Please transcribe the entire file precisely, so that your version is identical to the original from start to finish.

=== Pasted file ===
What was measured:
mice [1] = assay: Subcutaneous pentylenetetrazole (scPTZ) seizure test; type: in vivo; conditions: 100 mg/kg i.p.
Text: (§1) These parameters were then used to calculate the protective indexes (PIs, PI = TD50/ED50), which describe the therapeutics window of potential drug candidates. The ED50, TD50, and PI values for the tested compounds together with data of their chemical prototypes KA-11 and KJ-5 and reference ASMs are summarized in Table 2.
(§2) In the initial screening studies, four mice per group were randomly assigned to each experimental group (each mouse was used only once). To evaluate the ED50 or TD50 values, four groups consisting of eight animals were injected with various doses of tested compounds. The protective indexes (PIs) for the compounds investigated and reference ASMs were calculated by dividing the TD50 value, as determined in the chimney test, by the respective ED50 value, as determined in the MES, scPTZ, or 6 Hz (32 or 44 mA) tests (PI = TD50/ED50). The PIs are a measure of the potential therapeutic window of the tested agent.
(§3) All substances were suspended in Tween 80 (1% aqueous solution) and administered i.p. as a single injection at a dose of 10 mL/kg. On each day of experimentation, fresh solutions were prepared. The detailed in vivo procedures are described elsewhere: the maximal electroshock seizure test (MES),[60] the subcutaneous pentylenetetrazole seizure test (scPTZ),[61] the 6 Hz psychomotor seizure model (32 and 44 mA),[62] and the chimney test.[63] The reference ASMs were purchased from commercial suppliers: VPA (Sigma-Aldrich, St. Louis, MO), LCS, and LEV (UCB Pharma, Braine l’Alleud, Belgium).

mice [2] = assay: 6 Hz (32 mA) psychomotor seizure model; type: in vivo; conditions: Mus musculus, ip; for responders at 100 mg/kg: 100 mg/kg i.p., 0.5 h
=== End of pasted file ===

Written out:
What was measured:
mice [1] = assay: Subcutaneous pentylenetetrazole (scPTZ) seizure test; type: in vivo; conditions: 100 mg/kg i.p.
Text: (§1) These parameters were then used to calculate the protective indexes (PIs, PI = TD50/ED50), which describe the therapeutics window of potential drug candidates. The ED50, TD50, and PI values for the tested compounds together with data of their chemical prototypes KA-11 and KJ-5 and reference ASMs are summarized in Table 2.
(§2) In the initial screening studies, four mice per group were randomly assigned to each experimental group (each mouse was used only once). To evaluate the ED50 or TD50 values, four groups consisting of eight animals were injected with various doses of tested compounds. The protective indexes (PIs) for the compounds investigated and reference ASMs were calculated by dividing the TD50 value, as determined in the chimney test, by the respective ED50 value, as determined in the MES, scPTZ, or 6 Hz (32 or 44 mA) tests (PI = TD50/ED50). The PIs are a measure of the potential therapeutic window of the tested agent.
(§3) All substances were suspended in Tween 80 (1% aqueous solution) and administered i.p. as a single injection at a dose of 10 mL/kg. On each day of experimentation, fresh solutions were prepared. The detailed in vivo procedures are described elsewhere: the maximal electroshock seizure test (MES),[60] the subcutaneous pentylenetetrazole seizure test (scPTZ),[61] the 6 Hz psychomotor seizure model (32 and 44 mA),[62] and the chimney test.[63] The reference ASMs were purchased from commercial suppliers: VPA (Sigma-Aldrich, St. Louis, MO), LCS, and LEV (UCB Pharma, Braine l’Alleud, Belgium).

mice [2] = assay: 6 Hz (32 mA) psychomotor seizure model; type: in vivo; conditions: Mus musculus, ip; for responders at 100 mg/kg: 100 mg/kg i.p., 0.5 h